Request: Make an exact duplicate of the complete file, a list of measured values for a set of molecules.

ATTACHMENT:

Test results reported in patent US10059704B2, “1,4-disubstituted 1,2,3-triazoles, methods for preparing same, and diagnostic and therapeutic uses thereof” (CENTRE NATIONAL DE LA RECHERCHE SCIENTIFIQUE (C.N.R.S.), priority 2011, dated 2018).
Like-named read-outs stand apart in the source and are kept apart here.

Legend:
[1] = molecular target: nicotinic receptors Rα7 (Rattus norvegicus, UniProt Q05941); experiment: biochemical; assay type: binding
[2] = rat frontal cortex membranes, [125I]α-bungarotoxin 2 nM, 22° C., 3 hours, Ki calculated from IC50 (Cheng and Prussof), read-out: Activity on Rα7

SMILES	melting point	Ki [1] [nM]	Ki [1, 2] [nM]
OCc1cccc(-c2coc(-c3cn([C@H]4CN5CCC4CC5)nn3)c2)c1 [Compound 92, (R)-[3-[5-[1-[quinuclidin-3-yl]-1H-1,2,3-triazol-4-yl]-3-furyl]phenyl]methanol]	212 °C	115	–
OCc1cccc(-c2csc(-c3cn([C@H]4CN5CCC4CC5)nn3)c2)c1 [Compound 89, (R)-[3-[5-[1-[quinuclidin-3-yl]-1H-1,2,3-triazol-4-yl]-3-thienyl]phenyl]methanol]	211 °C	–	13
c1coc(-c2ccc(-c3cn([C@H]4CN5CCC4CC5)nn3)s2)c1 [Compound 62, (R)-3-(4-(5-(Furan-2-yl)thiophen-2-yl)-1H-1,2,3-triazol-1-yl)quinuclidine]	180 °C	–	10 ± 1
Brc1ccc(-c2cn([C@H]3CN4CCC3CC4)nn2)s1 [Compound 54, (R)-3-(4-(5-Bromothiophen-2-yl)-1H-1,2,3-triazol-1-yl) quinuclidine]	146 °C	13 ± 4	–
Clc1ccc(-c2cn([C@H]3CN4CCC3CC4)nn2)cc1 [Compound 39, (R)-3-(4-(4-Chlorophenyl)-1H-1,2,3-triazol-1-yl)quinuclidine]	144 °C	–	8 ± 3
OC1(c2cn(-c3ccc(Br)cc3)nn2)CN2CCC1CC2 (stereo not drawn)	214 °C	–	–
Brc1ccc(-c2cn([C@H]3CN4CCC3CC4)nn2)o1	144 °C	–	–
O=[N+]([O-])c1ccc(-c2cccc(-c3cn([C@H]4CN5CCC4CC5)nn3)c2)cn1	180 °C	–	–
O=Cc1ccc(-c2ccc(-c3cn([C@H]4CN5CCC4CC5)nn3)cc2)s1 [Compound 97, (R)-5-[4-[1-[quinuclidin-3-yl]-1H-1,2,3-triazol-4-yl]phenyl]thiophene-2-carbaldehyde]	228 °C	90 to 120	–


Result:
Test results reported in patent US10059704B2, “1,4-disubstituted 1,2,3-triazoles, methods for preparing same, and diagnostic and therapeutic uses thereof” (CENTRE NATIONAL DE LA RECHERCHE SCIENTIFIQUE (C.N.R.S.), priority 2011, dated 2018).
Like-named read-outs stand apart in the source and are kept apart here.

Legend:
[1] = molecular target: nicotinic receptors Rα7 (Rattus norvegicus, UniProt Q05941); experiment: biochemical; assay type: binding
[2] = rat frontal cortex membranes, [125I]α-bungarotoxin 2 nM, 22° C., 3 hours, Ki calculated from IC50 (Cheng and Prussof), read-out: Activity on Rα7

SMILES	melting point	Ki [1] [nM]	Ki [1, 2] [nM]
OCc1cccc(-c2coc(-c3cn([C@H]4CN5CCC4CC5)nn3)c2)c1 [Compound 92, (R)-[3-[5-[1-[quinuclidin-3-yl]-1H-1,2,3-triazol-4-yl]-3-furyl]phenyl]methanol]	212 °C	115	–
OCc1cccc(-c2csc(-c3cn([C@H]4CN5CCC4CC5)nn3)c2)c1 [Compound 89, (R)-[3-[5-[1-[quinuclidin-3-yl]-1H-1,2,3-triazol-4-yl]-3-thienyl]phenyl]methanol]	211 °C	–	13
c1coc(-c2ccc(-c3cn([C@H]4CN5CCC4CC5)nn3)s2)c1 [Compound 62, (R)-3-(4-(5-(Furan-2-yl)thiophen-2-yl)-1H-1,2,3-triazol-1-yl)quinuclidine]	180 °C	–	10 ± 1
Brc1ccc(-c2cn([C@H]3CN4CCC3CC4)nn2)s1 [Compound 54, (R)-3-(4-(5-Bromothiophen-2-yl)-1H-1,2,3-triazol-1-yl) quinuclidine]	146 °C	13 ± 4	–
Clc1ccc(-c2cn([C@H]3CN4CCC3CC4)nn2)cc1 [Compound 39, (R)-3-(4-(4-Chlorophenyl)-1H-1,2,3-triazol-1-yl)quinuclidine]	144 °C	–	8 ± 3
OC1(c2cn(-c3ccc(Br)cc3)nn2)CN2CCC1CC2 (stereo not drawn)	214 °C	–	–
Brc1ccc(-c2cn([C@H]3CN4CCC3CC4)nn2)o1	144 °C	–	–
O=[N+]([O-])c1ccc(-c2cccc(-c3cn([C@H]4CN5CCC4CC5)nn3)c2)cn1	180 °C	–	–
O=Cc1ccc(-c2ccc(-c3cn([C@H]4CN5CCC4CC5)nn3)cc2)s1 [Compound 97, (R)-5-[4-[1-[quinuclidin-3-yl]-1H-1,2,3-triazol-4-yl]phenyl]thiophene-2-carbaldehyde]	228 °C	90 to 120	–